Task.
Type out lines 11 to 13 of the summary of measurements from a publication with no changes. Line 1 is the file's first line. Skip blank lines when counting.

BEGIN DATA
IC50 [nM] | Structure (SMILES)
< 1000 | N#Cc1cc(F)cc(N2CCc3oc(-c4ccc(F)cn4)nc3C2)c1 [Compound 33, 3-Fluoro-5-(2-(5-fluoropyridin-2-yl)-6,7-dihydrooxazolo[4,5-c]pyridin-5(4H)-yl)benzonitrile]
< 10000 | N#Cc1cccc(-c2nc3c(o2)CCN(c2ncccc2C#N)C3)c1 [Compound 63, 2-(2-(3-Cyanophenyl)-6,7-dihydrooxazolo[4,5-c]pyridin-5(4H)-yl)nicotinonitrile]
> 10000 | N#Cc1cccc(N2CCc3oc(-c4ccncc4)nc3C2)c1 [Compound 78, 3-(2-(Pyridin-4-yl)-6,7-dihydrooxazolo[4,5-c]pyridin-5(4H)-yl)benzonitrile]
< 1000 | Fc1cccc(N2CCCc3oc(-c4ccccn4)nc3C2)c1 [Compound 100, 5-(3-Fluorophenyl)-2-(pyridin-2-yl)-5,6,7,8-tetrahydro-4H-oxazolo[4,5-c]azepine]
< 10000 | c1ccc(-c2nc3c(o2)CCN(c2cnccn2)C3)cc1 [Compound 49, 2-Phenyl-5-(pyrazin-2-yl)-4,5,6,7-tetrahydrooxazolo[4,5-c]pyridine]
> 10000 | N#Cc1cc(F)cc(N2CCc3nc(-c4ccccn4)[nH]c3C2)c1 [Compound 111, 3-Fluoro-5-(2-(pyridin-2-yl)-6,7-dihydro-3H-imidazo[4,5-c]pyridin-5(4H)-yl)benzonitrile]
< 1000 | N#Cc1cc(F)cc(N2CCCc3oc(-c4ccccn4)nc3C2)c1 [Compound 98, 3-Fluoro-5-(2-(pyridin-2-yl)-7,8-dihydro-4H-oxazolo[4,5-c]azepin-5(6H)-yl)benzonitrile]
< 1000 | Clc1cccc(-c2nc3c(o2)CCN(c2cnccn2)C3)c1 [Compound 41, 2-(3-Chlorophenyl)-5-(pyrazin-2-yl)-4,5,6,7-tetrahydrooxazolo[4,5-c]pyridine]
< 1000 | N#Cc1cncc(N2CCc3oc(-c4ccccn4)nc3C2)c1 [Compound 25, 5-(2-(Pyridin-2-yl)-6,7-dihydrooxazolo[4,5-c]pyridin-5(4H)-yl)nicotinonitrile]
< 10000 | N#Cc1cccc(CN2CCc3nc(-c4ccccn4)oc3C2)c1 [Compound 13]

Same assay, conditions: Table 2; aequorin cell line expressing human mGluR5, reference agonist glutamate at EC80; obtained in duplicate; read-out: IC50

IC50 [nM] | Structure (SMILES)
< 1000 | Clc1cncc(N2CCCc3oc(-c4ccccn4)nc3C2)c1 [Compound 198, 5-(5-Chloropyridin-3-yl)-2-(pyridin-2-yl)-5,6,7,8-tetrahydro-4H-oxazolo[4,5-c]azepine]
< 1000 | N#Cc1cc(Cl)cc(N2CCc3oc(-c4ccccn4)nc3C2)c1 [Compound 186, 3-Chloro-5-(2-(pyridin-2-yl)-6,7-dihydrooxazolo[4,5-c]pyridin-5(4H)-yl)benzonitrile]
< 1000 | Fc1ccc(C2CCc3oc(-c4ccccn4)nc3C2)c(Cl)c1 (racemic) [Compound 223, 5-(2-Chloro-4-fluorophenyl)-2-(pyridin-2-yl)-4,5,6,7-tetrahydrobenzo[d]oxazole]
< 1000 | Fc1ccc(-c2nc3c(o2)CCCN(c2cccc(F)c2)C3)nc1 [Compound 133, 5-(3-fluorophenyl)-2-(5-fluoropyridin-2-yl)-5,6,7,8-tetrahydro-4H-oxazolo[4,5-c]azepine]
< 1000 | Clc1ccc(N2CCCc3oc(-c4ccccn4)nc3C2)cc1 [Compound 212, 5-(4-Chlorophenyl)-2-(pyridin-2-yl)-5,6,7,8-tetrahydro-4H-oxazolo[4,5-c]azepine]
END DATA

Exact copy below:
< 10000 | N#Cc1cccc(CN2CCc3nc(-c4ccccn4)oc3C2)c1 [Compound 13]

Same assay, conditions: Table 2; aequorin cell line expressing human mGluR5, reference agonist glutamate at EC80; obtained in duplicate; read-out: IC50

IC50 [nM] | Structure (SMILES)